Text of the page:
The engineer will then conduct a series of dead and live tests which require the isolation of sections of the installation. During this time it is not usually the case that staff / employees are present to avoid any danger arising from the testing process. Our engineers are sensitive to your business needs and can arrange to carry out testing during “out of hours” periods or similar shut down times. In the interest of safety the engineer will correct / repair any serious hazards during the test process. This usually involves isolating and blanking off broken components but can also include isolating parts of the installation with the customer’s agreement.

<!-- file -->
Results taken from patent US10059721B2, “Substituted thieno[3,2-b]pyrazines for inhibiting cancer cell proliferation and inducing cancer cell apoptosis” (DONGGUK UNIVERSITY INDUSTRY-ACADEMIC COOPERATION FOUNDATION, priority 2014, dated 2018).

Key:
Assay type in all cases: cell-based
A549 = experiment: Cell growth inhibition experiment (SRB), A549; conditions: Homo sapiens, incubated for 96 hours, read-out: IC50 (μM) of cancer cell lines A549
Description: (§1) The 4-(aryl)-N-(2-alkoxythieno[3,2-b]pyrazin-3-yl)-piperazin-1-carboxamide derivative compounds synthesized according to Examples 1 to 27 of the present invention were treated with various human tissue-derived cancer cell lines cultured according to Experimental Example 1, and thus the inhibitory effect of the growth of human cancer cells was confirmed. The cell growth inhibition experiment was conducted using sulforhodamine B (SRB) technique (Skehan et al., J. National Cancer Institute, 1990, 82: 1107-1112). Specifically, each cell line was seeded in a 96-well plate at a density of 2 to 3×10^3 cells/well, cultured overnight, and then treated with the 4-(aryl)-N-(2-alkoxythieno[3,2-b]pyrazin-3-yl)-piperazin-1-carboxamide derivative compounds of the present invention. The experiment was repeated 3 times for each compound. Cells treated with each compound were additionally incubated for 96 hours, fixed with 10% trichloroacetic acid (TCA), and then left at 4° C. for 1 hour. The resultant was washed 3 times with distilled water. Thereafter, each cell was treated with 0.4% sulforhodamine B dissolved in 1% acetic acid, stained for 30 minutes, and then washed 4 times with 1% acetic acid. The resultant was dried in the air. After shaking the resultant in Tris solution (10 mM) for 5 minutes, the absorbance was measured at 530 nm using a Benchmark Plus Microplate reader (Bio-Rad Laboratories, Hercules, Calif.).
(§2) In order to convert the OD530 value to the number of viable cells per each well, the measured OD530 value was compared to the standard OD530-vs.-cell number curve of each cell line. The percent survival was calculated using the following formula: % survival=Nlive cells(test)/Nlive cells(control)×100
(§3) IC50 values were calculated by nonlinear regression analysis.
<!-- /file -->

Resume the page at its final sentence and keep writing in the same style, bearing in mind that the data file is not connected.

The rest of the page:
What Happens after the Inspection?

When the engineer has completed the periodic inspection he will prepare a series of documents showing the test results for each circuit in the installation. He will explain the test results in detail and provide a written report stating the overall condition of the wiring installation resulting in two possible outcomes: -

  • Satisfactory
  • Unsatisfactory

A satisfactory report indicates that no remedial work is required until the next inspection; an unsatisfactory report will list any remedial work which with the exception of immediately dangerous repairs must be completed before a completed Electrical Installation Condition Report can be issued to the customer. We will be happy to provide a competitive quote for any work suggested in the report.

Who can carry out a Periodic Inspection?